Global biofuel production ‘too slow’, IEA reveals

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Biofuel production globally is not progressing fast enough for the global energy sector to reach net zero emissions of carbon dioxide by 2050, the International Energy Agency said.
The organisation revealed this in its updated Net Zero Roadmap on September 26 and it added that the availability of feedstocks, and food fertilizer prices were posing big challenges.
Biofuel output has increased on average by 4% per year over the last five years, but it needs to increase by an average of 13% per year to reach an 11 Exajoules (EJ) target by 2030, the Paris-based inter-governmental agency said.
Biomass-based diesel, for instance, has expanded at an average of 9% worldwide for the past five years. Existing and announced projects would cover half of the increase in demand, assuming they all go ahead, IEA said.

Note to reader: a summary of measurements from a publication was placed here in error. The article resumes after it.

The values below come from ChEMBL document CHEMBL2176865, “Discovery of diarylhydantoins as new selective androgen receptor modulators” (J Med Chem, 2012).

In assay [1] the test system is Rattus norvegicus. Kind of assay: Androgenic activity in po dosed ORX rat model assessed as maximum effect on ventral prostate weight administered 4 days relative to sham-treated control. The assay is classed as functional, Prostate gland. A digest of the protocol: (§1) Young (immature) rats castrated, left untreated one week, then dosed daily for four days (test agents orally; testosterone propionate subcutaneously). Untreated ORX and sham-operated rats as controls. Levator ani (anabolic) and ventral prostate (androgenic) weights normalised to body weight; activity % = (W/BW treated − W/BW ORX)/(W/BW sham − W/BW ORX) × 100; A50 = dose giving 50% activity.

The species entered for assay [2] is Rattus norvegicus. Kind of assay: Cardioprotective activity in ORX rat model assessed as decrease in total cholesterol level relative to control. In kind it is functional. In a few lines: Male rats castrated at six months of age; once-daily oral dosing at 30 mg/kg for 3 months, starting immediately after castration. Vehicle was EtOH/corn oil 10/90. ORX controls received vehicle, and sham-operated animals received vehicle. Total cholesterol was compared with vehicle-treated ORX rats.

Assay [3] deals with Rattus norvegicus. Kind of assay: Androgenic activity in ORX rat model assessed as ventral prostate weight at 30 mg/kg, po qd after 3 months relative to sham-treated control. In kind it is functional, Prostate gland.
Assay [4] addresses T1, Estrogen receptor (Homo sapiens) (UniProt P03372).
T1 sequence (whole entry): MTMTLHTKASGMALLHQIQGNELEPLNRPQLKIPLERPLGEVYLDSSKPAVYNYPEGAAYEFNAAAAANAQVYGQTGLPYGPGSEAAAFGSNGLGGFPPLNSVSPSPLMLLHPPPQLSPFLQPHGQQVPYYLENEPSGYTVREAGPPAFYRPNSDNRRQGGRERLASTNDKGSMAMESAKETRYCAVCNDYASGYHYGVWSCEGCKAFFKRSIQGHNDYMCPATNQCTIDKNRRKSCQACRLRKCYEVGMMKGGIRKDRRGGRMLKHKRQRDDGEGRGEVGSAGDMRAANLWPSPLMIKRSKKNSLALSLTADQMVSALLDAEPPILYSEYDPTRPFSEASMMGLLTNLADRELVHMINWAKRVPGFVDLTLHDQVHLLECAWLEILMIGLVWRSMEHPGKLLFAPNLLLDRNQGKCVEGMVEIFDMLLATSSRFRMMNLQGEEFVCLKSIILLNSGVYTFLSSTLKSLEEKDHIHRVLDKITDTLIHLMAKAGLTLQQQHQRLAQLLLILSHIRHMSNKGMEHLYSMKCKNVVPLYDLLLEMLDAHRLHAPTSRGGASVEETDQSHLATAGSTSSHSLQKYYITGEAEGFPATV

IEA first released the report titled Net Zero by 2050: A Roadmap for the Global Energy Sector in 2021, and looks at various pathways to reduce emissions produced in electricity generation, transport, industry and other sectors.
In its latest update, the agency has raised its estimates for global emissions to 2030 to reflect "the extremely strong rebound in economic activity and emissions in the wake of the COVID-19 pandemic, as well as the failure to act in recent years at the speed envisaged in our original report."
Modern liquid biofuel demand, including gasoline, diesel, marine and aviation fuels may increase by 200% before peaking around 2040, IEA said.
After that, IEA expects a continued phase-out of internal combustion engine cars would reduce biofuel demand for road transport and maritime and aviation uses will see more biofuel use.

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